When I landed at the airport in the Bangladeshi capital Dhaka on January 22, 2019, Shakira’s father was waiting for me and welcomed me together with Shakira and her sister Jasmine, both with flowers in their hands. Her friendly, open smile did not disappoint that Shakira prudently appraised me first. When I thanked her for the flowers and asked her in English how she was doing, she politely replied “I am fine”. This initial shyness, however, came off very quickly when I was sitting in the back seat of the car with the two girls on the way to town and we started playing together.
If you did not know, you would not have noticed that Shakira was a CI recipient. Her vivacious nature, her uninterrupted talk with her sister on Bengali, her spontaneous response when addressed, in no way indicated this fact.
When I first met Shakira, she had been a 10-week-old baby and now, 10 years later, a self-confident girl with a beaming smile was sitting next to me, celebrating her 10th birthday the next day, which she was obviously looking forward to it.
Arriving home, I realized very quickly that Shakira, in her lively way, kept the whole family busy as long as she was not ‘floating’ around the apartment, singing and dancing. She was the living proof of a successful integration into the family after conquering the congenital deafness and I enjoyed this condition very much. In a later conversation with the parents, we recalled the time before receiving the CI at the age of three and the liberation for Shakira and her family when Shakira finally could hear and started catching up learning how to speak.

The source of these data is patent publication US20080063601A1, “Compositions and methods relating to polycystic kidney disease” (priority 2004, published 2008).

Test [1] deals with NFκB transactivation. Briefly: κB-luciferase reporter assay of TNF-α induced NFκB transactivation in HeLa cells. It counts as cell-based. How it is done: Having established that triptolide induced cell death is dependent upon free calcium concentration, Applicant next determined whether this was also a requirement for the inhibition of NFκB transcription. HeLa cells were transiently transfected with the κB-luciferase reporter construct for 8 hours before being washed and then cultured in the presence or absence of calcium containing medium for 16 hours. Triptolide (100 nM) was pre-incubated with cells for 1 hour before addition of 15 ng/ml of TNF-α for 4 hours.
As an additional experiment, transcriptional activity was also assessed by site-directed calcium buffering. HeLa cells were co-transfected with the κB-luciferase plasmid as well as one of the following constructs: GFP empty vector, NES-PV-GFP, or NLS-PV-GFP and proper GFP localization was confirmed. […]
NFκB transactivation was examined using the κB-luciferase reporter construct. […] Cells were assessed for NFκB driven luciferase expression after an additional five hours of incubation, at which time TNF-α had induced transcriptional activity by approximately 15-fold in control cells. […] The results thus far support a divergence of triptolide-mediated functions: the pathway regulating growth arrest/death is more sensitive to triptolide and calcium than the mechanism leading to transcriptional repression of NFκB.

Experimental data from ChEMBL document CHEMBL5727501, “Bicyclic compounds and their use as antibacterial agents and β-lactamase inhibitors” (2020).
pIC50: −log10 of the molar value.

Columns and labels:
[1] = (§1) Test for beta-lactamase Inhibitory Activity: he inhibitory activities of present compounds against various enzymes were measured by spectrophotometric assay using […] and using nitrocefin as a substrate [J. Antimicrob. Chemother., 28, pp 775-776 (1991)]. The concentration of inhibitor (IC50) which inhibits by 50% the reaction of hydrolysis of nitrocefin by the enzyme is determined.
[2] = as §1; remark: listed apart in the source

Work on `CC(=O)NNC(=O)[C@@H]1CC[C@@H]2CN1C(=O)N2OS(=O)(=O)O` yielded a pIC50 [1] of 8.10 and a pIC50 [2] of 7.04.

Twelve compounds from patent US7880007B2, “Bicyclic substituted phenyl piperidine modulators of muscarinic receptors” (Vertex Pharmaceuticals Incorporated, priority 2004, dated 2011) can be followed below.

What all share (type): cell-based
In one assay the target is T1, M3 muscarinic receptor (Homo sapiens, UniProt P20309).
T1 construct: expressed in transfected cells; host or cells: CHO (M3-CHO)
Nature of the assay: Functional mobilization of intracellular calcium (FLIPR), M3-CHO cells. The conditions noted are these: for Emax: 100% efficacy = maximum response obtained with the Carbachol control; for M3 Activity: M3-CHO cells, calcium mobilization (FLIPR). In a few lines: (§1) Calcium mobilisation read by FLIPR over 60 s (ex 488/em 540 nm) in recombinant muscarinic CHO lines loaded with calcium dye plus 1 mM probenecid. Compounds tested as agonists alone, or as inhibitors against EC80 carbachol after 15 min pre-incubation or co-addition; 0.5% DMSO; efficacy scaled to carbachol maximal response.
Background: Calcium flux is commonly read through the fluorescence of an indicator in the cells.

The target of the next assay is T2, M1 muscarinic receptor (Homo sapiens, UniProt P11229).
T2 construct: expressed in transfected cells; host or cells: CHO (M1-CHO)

The birthday party was very joyful and when I, as a guest and as it is tradition, got a piece of the birthday cake shovelled into my mouth by the birthday girl, I also felt integrated. My conversation with Shakira went smoothly. Her English vocabulary was not yet enough to allow for a longer conversation, but her sister was always within reach to help out when Shakira spilled on me in her mother tongue, and I got the impression that there she did not have any lack of enough vocabulary.
This is all the more pleasing as Shakira goes to a ‘normal’ school, which ,however, places value on inclusion. Her class teacher, whom I met while visiting Shakira's school, was very fond of her student with a hearing implant being that eager to learn. Thanks to the fact that
classes with a maximum of 12 children are kept relatively small, the teacher makes it possible to successfully integrate such handicapped children into the class and to take their personal learning needs into account. I had the feeling that Shakira was in good hands with this teacher and the learning success confirmed that.
I do not know when the next reunion will take place. Fortunately, the digital connection will bridge the gap in time and give me the opportunity to continue sharing in Shakira’s marvellous development.